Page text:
Saturday, 25 May 2024

State's eradications of illegal marijuana hit another record

LAKE COUNTY – For another year, the amount of illegal marijuana seized and eradicated on public and private lands around the state has grown, with record-breaking seizures reported around California.


For the third straight year Lake County is ranked No. 1 for the area with the most plants eradicated.


The California Department of Justice Bureau of Narcotic Enforcement (BNE) and other participants in the Campaign Against Marijuana Planting (CAMP), including the Drug Enforcement Administration (DEA) Field Division Offices in San Francisco, Los Angeles and San Diego, in conjunction with the United States Attorney’s Office in the Eastern District of California, reported on the seizures.


The marijuana eradication season begins in July and continues through October, officials reported.


The 2008 CAMP season and Operation Green Acres 2 netted a record-breaking combined total of 5,249,881, according to the report.


CAMP alone reported a second year of record breaking numbers of marijuana plants eradicated during the 2008 season at 2.9 million. Of the 2.9 million plants, two million were seized from public lands while the remainder was seized from private lands.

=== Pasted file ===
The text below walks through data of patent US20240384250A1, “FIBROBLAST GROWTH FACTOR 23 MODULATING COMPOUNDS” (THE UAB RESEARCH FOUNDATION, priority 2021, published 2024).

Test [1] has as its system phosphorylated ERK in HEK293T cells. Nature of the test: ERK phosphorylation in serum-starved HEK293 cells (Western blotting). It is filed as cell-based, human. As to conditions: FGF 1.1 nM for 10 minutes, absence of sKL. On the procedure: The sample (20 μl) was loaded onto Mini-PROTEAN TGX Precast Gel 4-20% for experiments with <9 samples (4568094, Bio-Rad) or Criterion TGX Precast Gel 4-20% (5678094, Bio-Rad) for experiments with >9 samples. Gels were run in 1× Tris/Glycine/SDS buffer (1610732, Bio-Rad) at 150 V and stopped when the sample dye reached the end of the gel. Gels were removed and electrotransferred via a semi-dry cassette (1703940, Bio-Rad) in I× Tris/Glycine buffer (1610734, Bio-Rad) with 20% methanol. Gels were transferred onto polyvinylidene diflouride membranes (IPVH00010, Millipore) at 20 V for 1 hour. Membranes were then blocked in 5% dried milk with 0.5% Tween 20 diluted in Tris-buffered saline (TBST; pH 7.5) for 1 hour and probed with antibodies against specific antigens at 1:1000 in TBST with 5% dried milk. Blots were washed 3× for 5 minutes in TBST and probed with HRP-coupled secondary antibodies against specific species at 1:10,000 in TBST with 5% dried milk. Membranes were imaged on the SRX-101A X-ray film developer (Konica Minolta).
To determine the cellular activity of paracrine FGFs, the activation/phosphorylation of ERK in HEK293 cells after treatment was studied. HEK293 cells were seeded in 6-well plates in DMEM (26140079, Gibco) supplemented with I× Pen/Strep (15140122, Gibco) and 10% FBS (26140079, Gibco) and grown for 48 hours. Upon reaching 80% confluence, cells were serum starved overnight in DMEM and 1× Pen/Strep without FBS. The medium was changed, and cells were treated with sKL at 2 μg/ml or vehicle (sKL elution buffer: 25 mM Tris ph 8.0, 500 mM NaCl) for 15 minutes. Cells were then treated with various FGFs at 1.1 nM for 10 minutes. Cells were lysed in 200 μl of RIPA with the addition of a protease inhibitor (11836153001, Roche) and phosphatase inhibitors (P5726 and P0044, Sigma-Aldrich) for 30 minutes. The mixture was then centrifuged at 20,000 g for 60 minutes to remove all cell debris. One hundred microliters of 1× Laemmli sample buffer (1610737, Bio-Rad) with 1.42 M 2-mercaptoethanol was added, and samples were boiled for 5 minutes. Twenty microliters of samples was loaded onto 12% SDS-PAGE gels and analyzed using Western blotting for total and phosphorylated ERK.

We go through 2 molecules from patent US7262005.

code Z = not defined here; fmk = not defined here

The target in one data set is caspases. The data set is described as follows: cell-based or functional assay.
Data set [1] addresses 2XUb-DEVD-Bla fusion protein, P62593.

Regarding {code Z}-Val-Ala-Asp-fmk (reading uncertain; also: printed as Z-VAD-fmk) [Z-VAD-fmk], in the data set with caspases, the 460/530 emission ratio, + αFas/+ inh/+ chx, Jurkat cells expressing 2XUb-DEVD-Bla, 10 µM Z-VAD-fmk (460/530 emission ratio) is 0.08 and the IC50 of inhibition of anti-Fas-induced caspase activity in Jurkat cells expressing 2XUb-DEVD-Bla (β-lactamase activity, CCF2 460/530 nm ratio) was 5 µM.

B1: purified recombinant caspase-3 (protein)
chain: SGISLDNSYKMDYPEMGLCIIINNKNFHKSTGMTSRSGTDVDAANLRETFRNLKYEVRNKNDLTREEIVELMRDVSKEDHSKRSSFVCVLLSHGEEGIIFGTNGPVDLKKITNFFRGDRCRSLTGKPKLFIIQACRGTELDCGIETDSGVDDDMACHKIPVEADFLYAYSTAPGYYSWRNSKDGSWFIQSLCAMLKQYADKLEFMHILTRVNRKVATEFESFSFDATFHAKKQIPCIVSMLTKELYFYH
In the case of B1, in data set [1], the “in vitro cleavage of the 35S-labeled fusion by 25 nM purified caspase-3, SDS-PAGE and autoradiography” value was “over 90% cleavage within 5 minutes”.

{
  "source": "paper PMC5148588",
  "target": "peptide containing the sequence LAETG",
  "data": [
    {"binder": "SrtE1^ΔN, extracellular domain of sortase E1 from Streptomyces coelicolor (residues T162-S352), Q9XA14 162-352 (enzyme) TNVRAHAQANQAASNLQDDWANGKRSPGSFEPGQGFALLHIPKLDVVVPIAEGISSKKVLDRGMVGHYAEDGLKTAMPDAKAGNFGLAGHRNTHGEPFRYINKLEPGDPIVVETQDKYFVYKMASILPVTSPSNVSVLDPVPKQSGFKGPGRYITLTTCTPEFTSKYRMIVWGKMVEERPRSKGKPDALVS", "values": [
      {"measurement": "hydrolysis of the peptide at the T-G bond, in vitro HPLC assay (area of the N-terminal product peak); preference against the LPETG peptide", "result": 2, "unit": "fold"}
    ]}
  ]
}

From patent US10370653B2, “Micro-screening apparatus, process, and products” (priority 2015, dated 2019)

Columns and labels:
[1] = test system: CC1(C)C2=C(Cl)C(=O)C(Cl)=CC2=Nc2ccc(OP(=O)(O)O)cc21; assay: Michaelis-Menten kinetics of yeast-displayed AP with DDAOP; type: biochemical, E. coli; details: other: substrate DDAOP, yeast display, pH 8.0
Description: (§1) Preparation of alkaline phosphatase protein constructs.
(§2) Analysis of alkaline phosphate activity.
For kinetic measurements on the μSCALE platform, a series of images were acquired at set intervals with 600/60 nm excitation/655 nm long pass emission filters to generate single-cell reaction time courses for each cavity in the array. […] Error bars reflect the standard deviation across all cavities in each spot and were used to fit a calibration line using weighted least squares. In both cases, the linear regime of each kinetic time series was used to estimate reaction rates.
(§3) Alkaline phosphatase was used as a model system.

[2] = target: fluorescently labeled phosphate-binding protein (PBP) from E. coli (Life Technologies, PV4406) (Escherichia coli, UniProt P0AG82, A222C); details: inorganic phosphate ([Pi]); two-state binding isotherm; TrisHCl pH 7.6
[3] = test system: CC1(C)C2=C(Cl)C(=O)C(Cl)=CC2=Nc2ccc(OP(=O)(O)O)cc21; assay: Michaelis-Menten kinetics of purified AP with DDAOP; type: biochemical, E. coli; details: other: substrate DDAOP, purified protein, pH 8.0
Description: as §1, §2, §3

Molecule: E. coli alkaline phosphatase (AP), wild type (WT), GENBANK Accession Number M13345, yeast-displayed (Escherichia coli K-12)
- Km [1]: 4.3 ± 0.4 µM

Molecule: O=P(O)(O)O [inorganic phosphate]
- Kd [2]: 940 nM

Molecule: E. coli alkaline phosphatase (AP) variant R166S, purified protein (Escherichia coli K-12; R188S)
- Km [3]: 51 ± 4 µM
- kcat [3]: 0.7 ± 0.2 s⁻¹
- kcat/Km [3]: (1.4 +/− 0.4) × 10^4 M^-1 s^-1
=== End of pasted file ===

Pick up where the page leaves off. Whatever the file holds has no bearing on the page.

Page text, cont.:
This year's seizures included 3,641,328 plants – or almost 70 percent – that were eradicated from state and federal public land, according to the Department of Justice. That's down slightly from the 75 percent found on public lands last year.


“California is Ground-Zero for domestically produced marijuana in the United States; more than half of the domestically produced marijuana in the United States is grown in California,” said BNE Chief John Gaines.


Lake was the county with the highest number of eradicated plants, 499,508, according to the report. While leading the state, that number was down slightly from last year, when 507,000 plants were seized, but up from 2006, when officials eradicated 344,241 plants, as Lake County News has reported.


The other counties in the top five for illegal eradications this year were the same as last year, only in slightly different order, with Tulare and Humboldt County changing places. Tulare more than doubled its numbers and Humboldt's were halved.